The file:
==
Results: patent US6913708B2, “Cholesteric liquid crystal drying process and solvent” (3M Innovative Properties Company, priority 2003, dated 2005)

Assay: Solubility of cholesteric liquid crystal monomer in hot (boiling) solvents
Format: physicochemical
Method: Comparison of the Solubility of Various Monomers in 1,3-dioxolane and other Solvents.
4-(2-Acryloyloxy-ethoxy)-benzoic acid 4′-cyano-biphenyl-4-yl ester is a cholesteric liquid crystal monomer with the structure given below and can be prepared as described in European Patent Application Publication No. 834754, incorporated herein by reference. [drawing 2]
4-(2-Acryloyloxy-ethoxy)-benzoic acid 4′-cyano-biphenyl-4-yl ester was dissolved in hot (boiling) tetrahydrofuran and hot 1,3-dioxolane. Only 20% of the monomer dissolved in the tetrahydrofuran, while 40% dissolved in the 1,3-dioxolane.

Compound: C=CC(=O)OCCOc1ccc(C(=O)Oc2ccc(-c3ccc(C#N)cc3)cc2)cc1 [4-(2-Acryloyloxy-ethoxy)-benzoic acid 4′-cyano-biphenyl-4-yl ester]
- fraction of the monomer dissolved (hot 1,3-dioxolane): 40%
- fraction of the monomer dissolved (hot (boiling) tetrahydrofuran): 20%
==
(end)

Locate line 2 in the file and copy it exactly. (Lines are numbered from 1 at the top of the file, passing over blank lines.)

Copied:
Assay: Solubility of cholesteric liquid crystal monomer in hot (boiling) solvents